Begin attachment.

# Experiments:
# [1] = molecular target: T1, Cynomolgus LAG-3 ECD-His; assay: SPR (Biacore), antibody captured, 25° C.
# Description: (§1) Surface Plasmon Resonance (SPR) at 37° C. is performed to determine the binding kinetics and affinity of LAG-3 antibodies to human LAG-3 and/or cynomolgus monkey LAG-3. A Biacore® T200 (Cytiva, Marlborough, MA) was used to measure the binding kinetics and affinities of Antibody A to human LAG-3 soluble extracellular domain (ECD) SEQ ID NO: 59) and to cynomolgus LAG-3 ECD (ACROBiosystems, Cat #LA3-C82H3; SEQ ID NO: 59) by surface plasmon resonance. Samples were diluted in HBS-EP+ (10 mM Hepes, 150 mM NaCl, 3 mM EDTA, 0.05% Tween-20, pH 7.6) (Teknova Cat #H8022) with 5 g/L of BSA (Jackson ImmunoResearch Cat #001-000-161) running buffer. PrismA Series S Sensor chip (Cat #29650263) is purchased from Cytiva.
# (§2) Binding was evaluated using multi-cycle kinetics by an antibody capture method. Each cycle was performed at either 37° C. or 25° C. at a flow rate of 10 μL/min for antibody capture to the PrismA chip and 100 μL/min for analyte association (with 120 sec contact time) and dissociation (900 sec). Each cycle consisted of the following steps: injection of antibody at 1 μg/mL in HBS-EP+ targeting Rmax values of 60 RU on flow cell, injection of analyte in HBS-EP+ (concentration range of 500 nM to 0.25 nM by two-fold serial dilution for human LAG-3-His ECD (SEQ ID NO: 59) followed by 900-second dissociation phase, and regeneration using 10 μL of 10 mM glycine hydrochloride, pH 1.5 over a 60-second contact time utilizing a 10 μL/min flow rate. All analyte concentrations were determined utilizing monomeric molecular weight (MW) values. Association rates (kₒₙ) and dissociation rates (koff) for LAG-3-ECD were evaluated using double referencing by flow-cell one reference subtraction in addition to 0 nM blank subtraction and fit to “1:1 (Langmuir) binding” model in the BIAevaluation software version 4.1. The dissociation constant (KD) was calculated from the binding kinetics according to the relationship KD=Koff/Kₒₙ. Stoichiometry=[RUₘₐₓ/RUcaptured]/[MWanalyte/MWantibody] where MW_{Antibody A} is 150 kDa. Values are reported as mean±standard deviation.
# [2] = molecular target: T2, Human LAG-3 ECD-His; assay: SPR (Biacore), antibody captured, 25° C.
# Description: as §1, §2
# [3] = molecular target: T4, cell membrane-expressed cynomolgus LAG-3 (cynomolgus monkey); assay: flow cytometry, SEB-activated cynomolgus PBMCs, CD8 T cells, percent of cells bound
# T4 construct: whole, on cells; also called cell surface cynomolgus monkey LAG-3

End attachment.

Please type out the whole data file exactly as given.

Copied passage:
# Experiments:
# [1] = molecular target: T1, Cynomolgus LAG-3 ECD-His; assay: SPR (Biacore), antibody captured, 25° C.
# Description: (§1) Surface Plasmon Resonance (SPR) at 37° C. is performed to determine the binding kinetics and affinity of LAG-3 antibodies to human LAG-3 and/or cynomolgus monkey LAG-3. A Biacore® T200 (Cytiva, Marlborough, MA) was used to measure the binding kinetics and affinities of Antibody A to human LAG-3 soluble extracellular domain (ECD) SEQ ID NO: 59) and to cynomolgus LAG-3 ECD (ACROBiosystems, Cat #LA3-C82H3; SEQ ID NO: 59) by surface plasmon resonance. Samples were diluted in HBS-EP+ (10 mM Hepes, 150 mM NaCl, 3 mM EDTA, 0.05% Tween-20, pH 7.6) (Teknova Cat #H8022) with 5 g/L of BSA (Jackson ImmunoResearch Cat #001-000-161) running buffer. PrismA Series S Sensor chip (Cat #29650263) is purchased from Cytiva.
# (§2) Binding was evaluated using multi-cycle kinetics by an antibody capture method. Each cycle was performed at either 37° C. or 25° C. at a flow rate of 10 μL/min for antibody capture to the PrismA chip and 100 μL/min for analyte association (with 120 sec contact time) and dissociation (900 sec). Each cycle consisted of the following steps: injection of antibody at 1 μg/mL in HBS-EP+ targeting Rmax values of 60 RU on flow cell, injection of analyte in HBS-EP+ (concentration range of 500 nM to 0.25 nM by two-fold serial dilution for human LAG-3-His ECD (SEQ ID NO: 59) followed by 900-second dissociation phase, and regeneration using 10 μL of 10 mM glycine hydrochloride, pH 1.5 over a 60-second contact time utilizing a 10 μL/min flow rate. All analyte concentrations were determined utilizing monomeric molecular weight (MW) values. Association rates (kₒₙ) and dissociation rates (koff) for LAG-3-ECD were evaluated using double referencing by flow-cell one reference subtraction in addition to 0 nM blank subtraction and fit to “1:1 (Langmuir) binding” model in the BIAevaluation software version 4.1. The dissociation constant (KD) was calculated from the binding kinetics according to the relationship KD=Koff/Kₒₙ. Stoichiometry=[RUₘₐₓ/RUcaptured]/[MWanalyte/MWantibody] where MW_{Antibody A} is 150 kDa. Values are reported as mean±standard deviation.
# [2] = molecular target: T2, Human LAG-3 ECD-His; assay: SPR (Biacore), antibody captured, 25° C.
# Description: as §1, §2
# [3] = molecular target: T4, cell membrane-expressed cynomolgus LAG-3 (cynomolgus monkey); assay: flow cytometry, SEB-activated cynomolgus PBMCs, CD8 T cells, percent of cells bound
# T4 construct: whole, on cells; also called cell surface cynomolgus monkey LAG-3